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Using trust deeds to fund your child’s education

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College education can cost you upwards of $20,000 for a four year degree according to the College Board.  That’s as much as a sports Honda in a clearance sale.

When you don’t have that money, funding the education becomes gnawingly expensive, but there’s a way out says Dennis Dahlberg, owner of Arizona Real Estate.  His suggestion is: Use trust deed investing to fund your child’s education.  Yields can be as high as as 12%. Sure, it’s risky but if you gird yourself with the appropriate knowledge and precautions, you may find it a Solomonic  option.

The high cost of college is notorious. The more specialized your child’s education, the more expensive it becomes. And what do you do with a child who dreams of becoming a lawyer or a doctor? Or an astronaut, for that matter?

Some economists suggest you can turn to investments to help foot the bill.

Two types of investments

Two of the most popular types of investments that parents tend to turn to are:

  1. Bonds – The government’s forever ready with  bonds of some type or other to sell you. Each has its own rate of maturity. (The maturity depends on the bond type).  Once matured, the government buys the bond back from you for a guaranteed interest rate. These bonds are safe since they’re backed by the U.S. Department of Treasury but offer low returns. Interest rates are usually in the single digits and often as low as 2%. The bonds take significant time to mature, too.
  2. Stock investment –  Parents can choose to buy stocks or shares in a company. When the company loses, the investor loses. When the company soars, the investor’s profit soars. The trick, therefore, is to invest in a  company that  shows  solidity and to monitor the company’s growth.

Investors choose one of two approaches: ‘market timing’ or ‘buy and hold’. Millennials tend to prefer the first : they estimate wehn trends hike and dip, and try to hop out before the end.

Some of the greatest investors such as Warren Buffet reject the Market Timing approach and for good reason. Scores of studies in the Financial Analyst Journal, Journal of Financial Research and other respectable sources veto guesses as a reliable basis for decision-making. In 1994, Nobel Memorial Prize winner Paul Samuelson wrote in the Journal of Portfolio Management that he knows investors who have lost all their money by making guesses according to trends.

On the other hand, the leading German stock picker and market timer, Uwe Lang, urges that when investors sniff danger in their market’s prospects they should sell their stock within 2-5 days and rebuy when the market rises.  He calls this a profit killer. This is the typical market timing strategy.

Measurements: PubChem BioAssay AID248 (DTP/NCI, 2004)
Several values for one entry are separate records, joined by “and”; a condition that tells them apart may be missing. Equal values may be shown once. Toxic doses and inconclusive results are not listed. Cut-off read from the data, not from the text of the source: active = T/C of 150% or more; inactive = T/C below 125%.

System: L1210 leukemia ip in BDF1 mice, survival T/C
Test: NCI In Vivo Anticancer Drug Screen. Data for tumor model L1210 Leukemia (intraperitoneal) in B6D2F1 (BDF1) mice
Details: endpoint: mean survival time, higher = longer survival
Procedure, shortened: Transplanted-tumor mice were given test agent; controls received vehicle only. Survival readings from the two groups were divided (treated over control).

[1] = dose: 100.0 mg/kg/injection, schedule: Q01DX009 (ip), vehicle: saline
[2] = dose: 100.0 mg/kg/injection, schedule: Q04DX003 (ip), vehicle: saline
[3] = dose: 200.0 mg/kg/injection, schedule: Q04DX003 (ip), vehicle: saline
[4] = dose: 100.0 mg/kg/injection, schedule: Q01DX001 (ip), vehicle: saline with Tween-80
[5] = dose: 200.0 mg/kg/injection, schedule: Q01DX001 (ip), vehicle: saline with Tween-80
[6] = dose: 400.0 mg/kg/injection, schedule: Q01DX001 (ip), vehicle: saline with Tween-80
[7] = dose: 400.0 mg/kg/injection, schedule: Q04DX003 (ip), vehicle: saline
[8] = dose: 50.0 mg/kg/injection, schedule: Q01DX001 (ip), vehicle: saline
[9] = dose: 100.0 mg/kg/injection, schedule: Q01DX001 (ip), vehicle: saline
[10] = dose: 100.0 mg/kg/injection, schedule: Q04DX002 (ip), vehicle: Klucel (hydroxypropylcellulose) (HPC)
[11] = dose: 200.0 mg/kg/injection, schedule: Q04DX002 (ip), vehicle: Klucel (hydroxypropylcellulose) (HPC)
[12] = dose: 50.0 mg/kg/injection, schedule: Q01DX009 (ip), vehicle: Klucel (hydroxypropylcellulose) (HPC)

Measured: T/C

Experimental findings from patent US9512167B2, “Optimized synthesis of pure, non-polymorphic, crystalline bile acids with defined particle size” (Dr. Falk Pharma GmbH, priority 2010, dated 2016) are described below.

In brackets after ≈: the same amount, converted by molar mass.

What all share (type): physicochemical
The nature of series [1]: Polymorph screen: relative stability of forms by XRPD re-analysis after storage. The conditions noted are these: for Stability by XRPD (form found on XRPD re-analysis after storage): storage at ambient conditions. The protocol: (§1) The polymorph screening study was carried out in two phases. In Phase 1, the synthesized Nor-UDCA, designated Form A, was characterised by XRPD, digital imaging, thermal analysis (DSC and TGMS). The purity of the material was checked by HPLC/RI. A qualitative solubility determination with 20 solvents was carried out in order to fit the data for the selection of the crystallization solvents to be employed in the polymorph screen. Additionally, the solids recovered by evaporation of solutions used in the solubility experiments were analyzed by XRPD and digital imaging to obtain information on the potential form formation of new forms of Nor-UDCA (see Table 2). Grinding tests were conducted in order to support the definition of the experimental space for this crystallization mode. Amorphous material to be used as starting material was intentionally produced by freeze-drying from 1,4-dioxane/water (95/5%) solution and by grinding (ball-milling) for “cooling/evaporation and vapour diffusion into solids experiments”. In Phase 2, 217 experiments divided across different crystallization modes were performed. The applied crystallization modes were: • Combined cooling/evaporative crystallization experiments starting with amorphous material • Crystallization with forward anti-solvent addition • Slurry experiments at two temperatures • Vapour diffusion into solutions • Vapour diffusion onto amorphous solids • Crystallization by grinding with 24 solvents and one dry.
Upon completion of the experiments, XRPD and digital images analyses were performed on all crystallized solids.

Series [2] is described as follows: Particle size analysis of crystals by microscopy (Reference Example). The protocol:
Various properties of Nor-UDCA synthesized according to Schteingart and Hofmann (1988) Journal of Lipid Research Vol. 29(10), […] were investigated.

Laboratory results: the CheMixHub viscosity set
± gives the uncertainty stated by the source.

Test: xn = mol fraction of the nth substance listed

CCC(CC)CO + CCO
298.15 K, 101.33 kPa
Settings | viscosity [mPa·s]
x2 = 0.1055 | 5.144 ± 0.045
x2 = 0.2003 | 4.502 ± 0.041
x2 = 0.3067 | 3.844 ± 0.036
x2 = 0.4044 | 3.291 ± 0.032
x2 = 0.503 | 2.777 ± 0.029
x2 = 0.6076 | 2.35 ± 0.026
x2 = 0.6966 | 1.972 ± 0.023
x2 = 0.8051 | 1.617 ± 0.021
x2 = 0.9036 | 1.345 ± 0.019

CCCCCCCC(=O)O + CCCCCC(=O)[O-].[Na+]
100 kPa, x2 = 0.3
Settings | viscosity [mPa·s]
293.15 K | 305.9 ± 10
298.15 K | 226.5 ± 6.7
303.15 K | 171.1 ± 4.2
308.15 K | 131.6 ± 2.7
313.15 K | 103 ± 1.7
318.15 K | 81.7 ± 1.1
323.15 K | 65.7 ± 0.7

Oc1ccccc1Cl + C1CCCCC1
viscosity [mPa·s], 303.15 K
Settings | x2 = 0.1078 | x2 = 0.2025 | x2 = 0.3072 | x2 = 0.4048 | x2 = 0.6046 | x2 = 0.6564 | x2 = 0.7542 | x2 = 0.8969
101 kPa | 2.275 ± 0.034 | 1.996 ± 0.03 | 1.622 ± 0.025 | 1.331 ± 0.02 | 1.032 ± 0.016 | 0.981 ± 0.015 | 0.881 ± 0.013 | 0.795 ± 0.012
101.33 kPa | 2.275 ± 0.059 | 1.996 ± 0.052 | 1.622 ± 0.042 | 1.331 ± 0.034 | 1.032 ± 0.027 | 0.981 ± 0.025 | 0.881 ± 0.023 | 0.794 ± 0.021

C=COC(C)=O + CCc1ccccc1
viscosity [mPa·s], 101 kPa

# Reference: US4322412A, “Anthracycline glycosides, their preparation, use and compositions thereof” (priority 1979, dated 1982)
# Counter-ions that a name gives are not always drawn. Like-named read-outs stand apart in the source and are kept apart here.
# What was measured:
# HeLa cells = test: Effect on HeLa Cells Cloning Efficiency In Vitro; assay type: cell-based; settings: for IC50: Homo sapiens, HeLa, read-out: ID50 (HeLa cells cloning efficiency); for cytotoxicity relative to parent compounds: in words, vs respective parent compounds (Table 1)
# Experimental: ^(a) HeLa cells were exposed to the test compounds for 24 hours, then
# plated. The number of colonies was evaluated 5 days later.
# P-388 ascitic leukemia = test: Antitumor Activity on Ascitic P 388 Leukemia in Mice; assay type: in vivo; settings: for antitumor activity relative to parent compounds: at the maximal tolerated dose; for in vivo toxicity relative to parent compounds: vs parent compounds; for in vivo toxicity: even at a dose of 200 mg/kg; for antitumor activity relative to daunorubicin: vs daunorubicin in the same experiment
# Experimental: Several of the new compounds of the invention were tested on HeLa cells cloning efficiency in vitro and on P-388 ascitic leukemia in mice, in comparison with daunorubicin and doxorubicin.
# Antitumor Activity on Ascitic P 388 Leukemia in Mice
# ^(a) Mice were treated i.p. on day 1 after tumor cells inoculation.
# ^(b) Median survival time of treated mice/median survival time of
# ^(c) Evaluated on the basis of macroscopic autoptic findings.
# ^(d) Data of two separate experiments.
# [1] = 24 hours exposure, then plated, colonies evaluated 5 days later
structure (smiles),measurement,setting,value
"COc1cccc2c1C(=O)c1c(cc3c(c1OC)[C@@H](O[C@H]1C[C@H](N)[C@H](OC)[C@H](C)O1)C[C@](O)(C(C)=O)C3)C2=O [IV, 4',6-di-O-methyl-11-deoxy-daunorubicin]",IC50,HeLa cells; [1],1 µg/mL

In short, standard wisdom suggests that ‘buy and hold’ is the safer way to go. Even then investors should shop around for second, third or fourth opinions and avoid putting all their money in one hole.

Trust deed investing: Third investment option

Trust deed investing is risky. No two ways about it. It can also offer high rates of return which is what it can be a tremendous option for funding your child’s college education.

With this type of investment, a parent purchases an interest in a mortgage that is given by a bank or a private lender.  The borrower buys the property. The lender or bank loans the money and the investor (or the trustee) invests money for the privilege of holding the financial deed (i.e. trust deed) to the property.  The investor holds the deed for  several months  to a year depending on the terms of the promissory note (the note that records the conditions of the transaction).  As long at the trustee holds the note, he receives payments plus high interest rate from monthly repayments. Interest rates can be as high as 9%-12%. If the borrower defaults, the trustee can recoup some of his money from the sale of the property.

To benefit from this, one has to make sure that the borrower is both capable of repaying and  reliable enough to repay. (The bank or lender will  generally check this for you). Your transaction also revolves on the value of the borrower’s property. If it is worthless, the borrower may be as rich as Midas but you are likely to see little for your money.

In short…

NerdWallet, one of the leading advisory websites on investments has this to say: If you exercise due caution, trust deed investments can be a great income generator at a time when investments that produce good returns are few and far between.

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